“Language is a city to the building of which every human being brought a stone.” —Mark Twain
Growing numbers of organizations — including banks on both sides of the Atlantic, a global natural-resources group, and a leading U.K. retailer — are adding an important new “stone” to the 21st-century business lexicon. “Performance and health” is a metaphor that derives its power from a simple comparison with the human body. Just as people may seem reasonably well today but may not have the physical condition for the rigors of a long and active life, so too companies that are profitable in the short term may not have what it takes to perform well year after year.
Managing companies for success across a range of time frames — a requisite for achieving both performance and health — is one of the toughest challenges in business. Recently, it has been especially hard: turbulent economic conditions, for example, have concentrated the collective minds of many executives on pure survival. The fact that 10 of the largest 15 bankruptcies in history have occurred since 2001 is a strong deterrent to business building, playing up its inherent risks.
Businesses complain that financial markets increasingly focus on quarterly results and give little credit to strategies for creating longer-term value, particularly if they depress today’s profits. Empirical evidence largely contradicts such claims (see “The Stock Market Values Health as well as Performance,” at the end of this article). But some noisy analysts undoubtedly do focus on short-term performance and thus unwittingly drive wedges between managements, boards, and investors.
Management teams must urgently take the lead in showing their boards and the capital markets that they are nurturing the long-term health of their companies. They must act not only to improve corporate performance in the near term but also to lay the foundations today for consistent and resilient growth in years to come.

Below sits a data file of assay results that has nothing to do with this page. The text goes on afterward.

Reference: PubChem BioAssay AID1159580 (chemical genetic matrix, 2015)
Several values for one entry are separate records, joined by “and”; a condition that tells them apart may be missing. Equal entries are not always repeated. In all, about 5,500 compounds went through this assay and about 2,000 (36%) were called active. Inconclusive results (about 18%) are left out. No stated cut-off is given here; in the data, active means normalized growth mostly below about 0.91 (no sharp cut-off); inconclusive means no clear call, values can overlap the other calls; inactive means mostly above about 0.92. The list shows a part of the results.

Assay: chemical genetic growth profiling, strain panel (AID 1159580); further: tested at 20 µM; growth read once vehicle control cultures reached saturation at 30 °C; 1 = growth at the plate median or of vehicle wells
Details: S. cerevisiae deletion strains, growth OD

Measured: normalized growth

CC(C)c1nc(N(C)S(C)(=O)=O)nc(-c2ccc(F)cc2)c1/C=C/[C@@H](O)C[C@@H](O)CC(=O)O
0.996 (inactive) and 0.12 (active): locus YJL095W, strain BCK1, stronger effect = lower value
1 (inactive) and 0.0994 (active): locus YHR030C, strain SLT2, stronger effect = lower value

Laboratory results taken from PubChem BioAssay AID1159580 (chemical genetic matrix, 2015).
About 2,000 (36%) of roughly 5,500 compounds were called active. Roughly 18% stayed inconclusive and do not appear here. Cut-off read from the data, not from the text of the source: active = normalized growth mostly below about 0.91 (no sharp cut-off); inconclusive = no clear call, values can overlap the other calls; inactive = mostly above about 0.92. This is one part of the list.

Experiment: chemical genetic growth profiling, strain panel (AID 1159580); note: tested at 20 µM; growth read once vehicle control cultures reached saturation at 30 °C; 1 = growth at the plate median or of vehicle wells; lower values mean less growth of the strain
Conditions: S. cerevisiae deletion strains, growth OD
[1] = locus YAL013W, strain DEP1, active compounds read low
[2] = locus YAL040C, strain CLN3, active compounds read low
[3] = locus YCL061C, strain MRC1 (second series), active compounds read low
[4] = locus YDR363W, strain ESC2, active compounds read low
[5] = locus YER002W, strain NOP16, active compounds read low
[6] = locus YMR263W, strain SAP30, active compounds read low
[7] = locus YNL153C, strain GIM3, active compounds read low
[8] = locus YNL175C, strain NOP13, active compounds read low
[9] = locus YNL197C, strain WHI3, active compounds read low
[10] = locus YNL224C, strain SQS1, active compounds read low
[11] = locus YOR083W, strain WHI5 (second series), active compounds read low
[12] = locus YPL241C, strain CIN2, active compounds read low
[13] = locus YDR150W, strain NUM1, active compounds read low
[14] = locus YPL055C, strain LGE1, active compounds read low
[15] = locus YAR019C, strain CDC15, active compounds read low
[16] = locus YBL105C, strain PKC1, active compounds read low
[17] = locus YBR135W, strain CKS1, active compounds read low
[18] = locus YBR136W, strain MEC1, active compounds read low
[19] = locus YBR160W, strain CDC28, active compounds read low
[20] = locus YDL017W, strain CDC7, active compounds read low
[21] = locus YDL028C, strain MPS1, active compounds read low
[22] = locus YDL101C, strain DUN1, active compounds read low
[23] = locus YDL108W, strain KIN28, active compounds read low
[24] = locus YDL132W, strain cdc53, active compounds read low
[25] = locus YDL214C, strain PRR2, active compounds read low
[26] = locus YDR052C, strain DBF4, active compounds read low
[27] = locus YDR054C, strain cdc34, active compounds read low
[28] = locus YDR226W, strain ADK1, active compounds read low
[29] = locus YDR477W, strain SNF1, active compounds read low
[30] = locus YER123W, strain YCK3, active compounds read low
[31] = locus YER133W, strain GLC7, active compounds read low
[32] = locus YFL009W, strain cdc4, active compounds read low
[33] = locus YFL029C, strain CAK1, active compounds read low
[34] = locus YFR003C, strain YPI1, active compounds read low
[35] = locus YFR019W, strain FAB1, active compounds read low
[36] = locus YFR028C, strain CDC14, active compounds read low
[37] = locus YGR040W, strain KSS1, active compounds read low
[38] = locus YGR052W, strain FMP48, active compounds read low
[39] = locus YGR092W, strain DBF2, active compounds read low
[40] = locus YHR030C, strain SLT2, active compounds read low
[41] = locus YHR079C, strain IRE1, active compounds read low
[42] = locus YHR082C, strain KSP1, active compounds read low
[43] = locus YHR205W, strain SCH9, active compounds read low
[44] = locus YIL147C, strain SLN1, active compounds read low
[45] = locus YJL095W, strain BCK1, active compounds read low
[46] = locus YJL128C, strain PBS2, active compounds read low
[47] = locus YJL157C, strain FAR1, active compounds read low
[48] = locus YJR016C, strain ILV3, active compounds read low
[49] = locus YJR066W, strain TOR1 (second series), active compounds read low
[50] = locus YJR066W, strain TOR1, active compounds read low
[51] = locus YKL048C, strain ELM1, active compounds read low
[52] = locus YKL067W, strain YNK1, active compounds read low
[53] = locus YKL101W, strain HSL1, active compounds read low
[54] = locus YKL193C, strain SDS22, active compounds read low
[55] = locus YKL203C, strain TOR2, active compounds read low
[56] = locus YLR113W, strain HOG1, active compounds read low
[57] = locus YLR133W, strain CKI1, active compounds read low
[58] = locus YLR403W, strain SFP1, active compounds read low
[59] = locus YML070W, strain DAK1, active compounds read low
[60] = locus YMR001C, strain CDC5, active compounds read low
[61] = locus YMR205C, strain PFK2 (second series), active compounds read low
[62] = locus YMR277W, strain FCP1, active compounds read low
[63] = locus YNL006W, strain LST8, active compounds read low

Companies out of Balance
Tools intended to encourage a more balanced approach and to promote “systems thinking” have been available to managers for some time. But our experience suggests that these tools are either being applied too mechanically (and therefore ineffectively) or being squeezed out by the focus on survival and by perceived pressure from investors. And that’s to say nothing of the increased near-term demands created by new regulations on financial reporting, particularly in the United States.
Good short-term results are important, of course; only by delivering them will management build confidence in its ability to realize longer-term strategies. But companies must also act today to ensure that they can convert their growth prospects, capabilities, relationships, and assets into future cash flows.
One major European financial-services company recently discovered how easy it is for performance and health to get out of balance. After the company had achieved an impressive turnaround in its short-term financial performance in the three years to 2004, it found to its dismay that this success had been accompanied by falling customer service levels, a huge increase in staff turnover, and a fall in its share price. Management complained that the financial markets didn’t understand what the company had achieved. But in reality they understood, all too well, that its short-term success had been purchased at the expense of its underlying health.